With Super Bowl hopes on his shoulders, Rodgers is Green Bay’s big cheese

GREEN BAY, Wis. — Aaron Rodgers said he’s at the halfway point of his NFL career.

His head coach disagrees.

“He’s in an excellent groove right now,” McCarthy told FOX Sports last week as the Packers completed their preseason. “There’s no question about it.”

The bigger question is whether the Packers have found the answers around Rodgers to bring back another Lombardi Trophy to Titletown, USA.

Rodgers isn’t the reason Green Bay has failed to duplicate its Super Bowl success since the 2010 season. A strong argument can be made that he is the NFL’s best passer. Rodgers has thrown 101 touchdown passes and just 20 interceptions the past three seasons.

To further enforce his worth, the Packers received a horrifying glimpse at what life would be like without Rodgers when he was sidelined for six games last season with a fractured collarbone.

The club went 2-4-1. When he returned, Rodgers led Green Bay into the playoffs for a fifth consecutive year by spearheading a dramatic comeback victory over Chicago in Week 17.

The Packers, though, then suffered their third straight postseason loss in either the first or second round by falling to San Francisco. Green Bay has continued to fall short primarily because of the toll taken by widespread injuries and an underwhelming defense.

McCarthy and general manager Ted Thompson have taken subsequent steps to address those issues.

There isn’t much that can be done to prevent the types of on-field ailments already suffered this preseason by nose tackle B.J. Raji (torn biceps), top backup offensive lineman Don Barclay (torn ACL) and center J.C. Tretter (fractured leg).

But in hopes of reducing a rash of soft-tissue problems like hamstring strains, McCarthy has embraced some of the sports science concepts Philadelphia Eagles head coach Chip Kelly popularized in 2013 after jumping from the college ranks.

The Packers hired a nutritionist to improve eating habits. They’ve given players monitoring devices to track practice data that can be used to prevent injuries. Green Bay will break from NFL tradition and give players Fridays off before Sunday games.

A Saturday session will be held instead with a faster tempo to prepare for kickoff.

McCarthy also made a significant change in how Green Bay practiced during the preseason with a higher number of pass-rush drills.

“There have been a lot more competitive reps this training camp than we’ve ever had between our offensive and defensive lines,” said McCarthy, who is entering his ninth season as Packers head coach. “At the end of the day, your lines speak volumes about the identity of your team. I feel like we’ve really improved in both those areas.”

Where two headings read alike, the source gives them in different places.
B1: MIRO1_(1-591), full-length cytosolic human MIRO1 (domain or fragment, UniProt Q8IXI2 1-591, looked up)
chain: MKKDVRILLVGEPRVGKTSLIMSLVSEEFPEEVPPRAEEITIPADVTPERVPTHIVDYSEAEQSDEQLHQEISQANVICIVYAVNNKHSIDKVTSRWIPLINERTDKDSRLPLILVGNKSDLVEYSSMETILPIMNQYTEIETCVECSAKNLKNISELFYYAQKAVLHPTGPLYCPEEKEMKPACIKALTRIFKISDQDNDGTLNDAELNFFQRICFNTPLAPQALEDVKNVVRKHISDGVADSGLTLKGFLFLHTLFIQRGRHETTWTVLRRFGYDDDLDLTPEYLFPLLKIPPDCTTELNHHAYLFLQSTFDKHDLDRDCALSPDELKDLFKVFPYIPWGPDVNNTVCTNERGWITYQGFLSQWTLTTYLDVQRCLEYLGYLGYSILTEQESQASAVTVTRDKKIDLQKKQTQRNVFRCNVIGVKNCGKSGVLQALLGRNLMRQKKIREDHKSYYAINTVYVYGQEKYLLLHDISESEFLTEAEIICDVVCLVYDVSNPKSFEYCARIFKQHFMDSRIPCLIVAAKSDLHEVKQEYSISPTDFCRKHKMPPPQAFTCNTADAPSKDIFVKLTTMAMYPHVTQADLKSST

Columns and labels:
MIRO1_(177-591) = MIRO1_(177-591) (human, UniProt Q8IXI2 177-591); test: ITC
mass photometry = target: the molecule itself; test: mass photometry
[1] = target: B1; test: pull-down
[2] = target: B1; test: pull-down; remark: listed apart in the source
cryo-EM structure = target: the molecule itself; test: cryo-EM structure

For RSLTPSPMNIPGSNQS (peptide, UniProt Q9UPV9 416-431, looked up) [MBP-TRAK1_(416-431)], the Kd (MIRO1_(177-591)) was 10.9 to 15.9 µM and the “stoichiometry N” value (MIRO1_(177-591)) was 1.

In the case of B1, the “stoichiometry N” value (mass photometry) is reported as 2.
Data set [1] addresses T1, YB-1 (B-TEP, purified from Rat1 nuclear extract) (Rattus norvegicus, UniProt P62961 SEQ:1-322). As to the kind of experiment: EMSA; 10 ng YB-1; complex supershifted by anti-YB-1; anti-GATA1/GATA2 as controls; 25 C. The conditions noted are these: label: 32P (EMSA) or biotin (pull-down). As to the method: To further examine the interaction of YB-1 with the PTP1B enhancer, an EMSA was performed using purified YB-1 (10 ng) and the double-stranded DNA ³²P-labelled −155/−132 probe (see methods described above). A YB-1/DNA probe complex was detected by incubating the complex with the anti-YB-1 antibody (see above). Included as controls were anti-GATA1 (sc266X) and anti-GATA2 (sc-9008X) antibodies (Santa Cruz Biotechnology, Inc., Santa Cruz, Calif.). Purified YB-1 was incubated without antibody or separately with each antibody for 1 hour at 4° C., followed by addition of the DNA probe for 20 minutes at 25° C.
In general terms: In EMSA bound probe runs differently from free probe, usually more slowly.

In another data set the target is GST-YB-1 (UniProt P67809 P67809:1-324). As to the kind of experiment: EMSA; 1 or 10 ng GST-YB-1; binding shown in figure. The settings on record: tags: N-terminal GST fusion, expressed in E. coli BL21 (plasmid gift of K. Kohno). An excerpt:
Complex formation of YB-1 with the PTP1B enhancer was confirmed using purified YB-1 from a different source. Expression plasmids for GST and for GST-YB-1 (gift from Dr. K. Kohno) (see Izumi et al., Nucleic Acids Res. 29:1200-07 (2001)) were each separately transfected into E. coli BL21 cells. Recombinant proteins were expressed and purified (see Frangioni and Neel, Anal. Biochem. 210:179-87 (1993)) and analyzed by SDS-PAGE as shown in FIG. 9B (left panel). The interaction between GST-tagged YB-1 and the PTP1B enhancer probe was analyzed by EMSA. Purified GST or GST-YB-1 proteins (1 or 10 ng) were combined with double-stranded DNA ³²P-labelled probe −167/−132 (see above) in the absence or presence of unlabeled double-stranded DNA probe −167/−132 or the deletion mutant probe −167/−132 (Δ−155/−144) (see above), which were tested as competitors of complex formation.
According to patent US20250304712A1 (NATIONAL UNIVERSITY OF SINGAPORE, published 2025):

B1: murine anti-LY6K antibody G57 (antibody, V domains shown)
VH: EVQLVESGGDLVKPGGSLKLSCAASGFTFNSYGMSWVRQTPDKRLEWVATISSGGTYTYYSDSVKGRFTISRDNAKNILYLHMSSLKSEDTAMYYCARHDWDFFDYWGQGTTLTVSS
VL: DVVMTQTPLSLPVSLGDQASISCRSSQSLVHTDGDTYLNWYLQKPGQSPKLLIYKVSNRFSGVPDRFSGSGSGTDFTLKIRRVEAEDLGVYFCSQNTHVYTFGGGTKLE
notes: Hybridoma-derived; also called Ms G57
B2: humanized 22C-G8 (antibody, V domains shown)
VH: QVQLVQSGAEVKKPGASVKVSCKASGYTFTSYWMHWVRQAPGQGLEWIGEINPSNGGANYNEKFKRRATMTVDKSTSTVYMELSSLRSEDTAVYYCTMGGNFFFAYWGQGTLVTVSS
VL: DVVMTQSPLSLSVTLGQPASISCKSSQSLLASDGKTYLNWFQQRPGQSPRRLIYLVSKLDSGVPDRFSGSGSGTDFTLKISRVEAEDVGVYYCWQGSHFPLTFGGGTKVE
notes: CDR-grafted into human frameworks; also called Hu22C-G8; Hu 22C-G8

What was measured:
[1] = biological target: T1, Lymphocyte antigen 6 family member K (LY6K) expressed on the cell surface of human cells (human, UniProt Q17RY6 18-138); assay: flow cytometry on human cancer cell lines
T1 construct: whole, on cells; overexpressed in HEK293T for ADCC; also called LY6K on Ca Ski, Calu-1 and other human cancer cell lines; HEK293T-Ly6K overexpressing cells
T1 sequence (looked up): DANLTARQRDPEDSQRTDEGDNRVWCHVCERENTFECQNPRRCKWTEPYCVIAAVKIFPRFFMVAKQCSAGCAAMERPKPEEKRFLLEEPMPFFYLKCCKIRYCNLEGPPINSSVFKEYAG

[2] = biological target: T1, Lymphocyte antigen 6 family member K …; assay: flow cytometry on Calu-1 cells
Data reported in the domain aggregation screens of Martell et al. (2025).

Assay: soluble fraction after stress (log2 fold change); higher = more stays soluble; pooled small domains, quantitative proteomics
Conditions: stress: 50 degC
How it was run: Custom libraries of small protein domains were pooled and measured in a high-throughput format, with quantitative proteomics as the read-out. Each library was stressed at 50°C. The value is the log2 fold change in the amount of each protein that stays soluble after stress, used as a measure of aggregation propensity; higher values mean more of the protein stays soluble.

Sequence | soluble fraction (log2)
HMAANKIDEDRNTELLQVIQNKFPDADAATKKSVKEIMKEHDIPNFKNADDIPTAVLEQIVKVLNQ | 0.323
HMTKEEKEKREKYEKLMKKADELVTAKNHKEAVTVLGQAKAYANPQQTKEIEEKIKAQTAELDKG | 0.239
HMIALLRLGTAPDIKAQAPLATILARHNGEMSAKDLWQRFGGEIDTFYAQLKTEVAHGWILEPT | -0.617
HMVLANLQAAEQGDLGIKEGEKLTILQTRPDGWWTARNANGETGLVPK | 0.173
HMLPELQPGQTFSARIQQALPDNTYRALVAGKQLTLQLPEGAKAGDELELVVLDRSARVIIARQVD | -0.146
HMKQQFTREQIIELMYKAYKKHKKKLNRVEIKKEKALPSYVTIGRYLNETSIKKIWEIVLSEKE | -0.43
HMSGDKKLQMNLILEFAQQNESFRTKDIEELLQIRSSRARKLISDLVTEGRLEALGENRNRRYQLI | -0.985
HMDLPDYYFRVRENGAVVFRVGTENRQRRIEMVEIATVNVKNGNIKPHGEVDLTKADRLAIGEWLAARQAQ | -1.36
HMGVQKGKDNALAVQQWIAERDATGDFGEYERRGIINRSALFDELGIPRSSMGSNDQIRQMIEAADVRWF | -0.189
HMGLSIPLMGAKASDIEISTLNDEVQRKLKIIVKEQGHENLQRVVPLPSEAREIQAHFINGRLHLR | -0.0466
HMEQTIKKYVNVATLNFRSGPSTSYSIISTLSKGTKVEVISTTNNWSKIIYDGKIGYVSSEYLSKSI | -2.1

Packers inside linebacker A.J. Hawk admits overall defensive improvement is needed after his unit’s slippage since Green Bay’s last Super Bowl season.

“It’s up to us to put it together because the offense is going to do their job,” Hawk told FOX Sports. “They’re going to put up points no matter what.”

Thompson aimed to better the defense by re-signing three veterans who were set to become unrestricted free agents, using a first-round draft pick on a safety (Ha Ha Clinton-Dix) and adding Julius Peppers with a three-year, $26 million contract. The Packers believe the 34-year-old Peppers — who is second among all active players in sacks with 118 — can make the transition from 4-3 end to 3-4 outside linebacker despite showing signs of decline with Chicago in 2013.

Defensive coordinator Dom Capers can remove the “embattled” adjective that often accompanies his name if Peppers and a now-healthy Clay Matthews flourish as a pass-rush tandem. Hawk said Peppers provides the outside pressure complement Green Bay has needed to draw attention away from Matthews, who missed nine games the past two seasons because of injuries.

“We feel there’s something a little different this year than there has been in the past,” Hawk said. “Just our style of play, we’ve kind of upped it in with our scheme. It allows us to attack more.”

As for the offense, McCarthy said the Packers are “finally playing the way we envisioned playing the last couple of years.” The preseason success experienced by Green Bay’s starting offense stemmed from a no-huddle attack with an equitable run-pass balance, thanks to the production provided by running back Eddie Lacy, the 2013 NFL Rookie of the Year.

McCarthy believes the Packers were hitting their stride in similar fashion last season after a Week 8 victory over Minnesota. The next game, Rodgers was driven down on his shoulder by Chicago’s Shea McClellin and the offensive momentum immediately ended.

“Everyone asks, ‘What are you doing differently this year?’” McCarthy said. “We’re really not doing anything different than last year. It’s just that Aaron was hurt.”

One thing that is different will never be seen by outsiders. That’s the chemistry between the offensive players and assistant coaches who understand the system as well as what McCarthy is seeking.

“I just think we’re tied together stronger and better now,” McCarthy said. “We have a veteran presence now in every offensive position meeting room.”

None is stronger than Rodgers. Even though he’s only 30 years old, Rodgers has spent more seasons with the Packers than any other player on the current roster.

“I’ve grown up here,” Rodgers told FOX Sports. “I’ve lived a third of my life in this city. It’s been great.”

The only thing that could make it better: Winning a second Super Bowl.